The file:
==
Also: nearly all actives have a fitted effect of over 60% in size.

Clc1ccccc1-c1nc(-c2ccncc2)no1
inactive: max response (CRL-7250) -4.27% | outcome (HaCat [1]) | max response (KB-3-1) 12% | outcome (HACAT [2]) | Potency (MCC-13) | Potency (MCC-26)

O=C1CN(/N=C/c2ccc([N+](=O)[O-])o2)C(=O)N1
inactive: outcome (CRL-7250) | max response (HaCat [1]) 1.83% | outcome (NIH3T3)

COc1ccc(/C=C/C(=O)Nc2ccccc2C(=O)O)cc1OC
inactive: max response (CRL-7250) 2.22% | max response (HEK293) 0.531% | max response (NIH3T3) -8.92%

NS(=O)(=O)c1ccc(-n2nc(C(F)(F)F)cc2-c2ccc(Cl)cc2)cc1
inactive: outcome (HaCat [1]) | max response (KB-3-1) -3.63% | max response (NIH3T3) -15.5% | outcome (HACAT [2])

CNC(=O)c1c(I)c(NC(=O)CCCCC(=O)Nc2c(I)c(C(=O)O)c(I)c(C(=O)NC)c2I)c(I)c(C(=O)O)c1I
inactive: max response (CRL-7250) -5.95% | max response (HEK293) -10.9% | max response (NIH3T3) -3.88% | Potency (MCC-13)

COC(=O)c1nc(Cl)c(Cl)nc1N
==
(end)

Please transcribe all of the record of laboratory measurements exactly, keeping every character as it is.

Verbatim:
Also: nearly all actives have a fitted effect of over 60% in size.

Clc1ccccc1-c1nc(-c2ccncc2)no1
inactive: max response (CRL-7250) -4.27% | outcome (HaCat [1]) | max response (KB-3-1) 12% | outcome (HACAT [2]) | Potency (MCC-13) | Potency (MCC-26)

O=C1CN(/N=C/c2ccc([N+](=O)[O-])o2)C(=O)N1
inactive: outcome (CRL-7250) | max response (HaCat [1]) 1.83% | outcome (NIH3T3)

COc1ccc(/C=C/C(=O)Nc2ccccc2C(=O)O)cc1OC
inactive: max response (CRL-7250) 2.22% | max response (HEK293) 0.531% | max response (NIH3T3) -8.92%

NS(=O)(=O)c1ccc(-n2nc(C(F)(F)F)cc2-c2ccc(Cl)cc2)cc1
inactive: outcome (HaCat [1]) | max response (KB-3-1) -3.63% | max response (NIH3T3) -15.5% | outcome (HACAT [2])

CNC(=O)c1c(I)c(NC(=O)CCCCC(=O)Nc2c(I)c(C(=O)O)c(I)c(C(=O)NC)c2I)c(I)c(C(=O)O)c1I
inactive: max response (CRL-7250) -5.95% | max response (HEK293) -10.9% | max response (NIH3T3) -3.88% | Potency (MCC-13)

COC(=O)c1nc(Cl)c(Cl)nc1N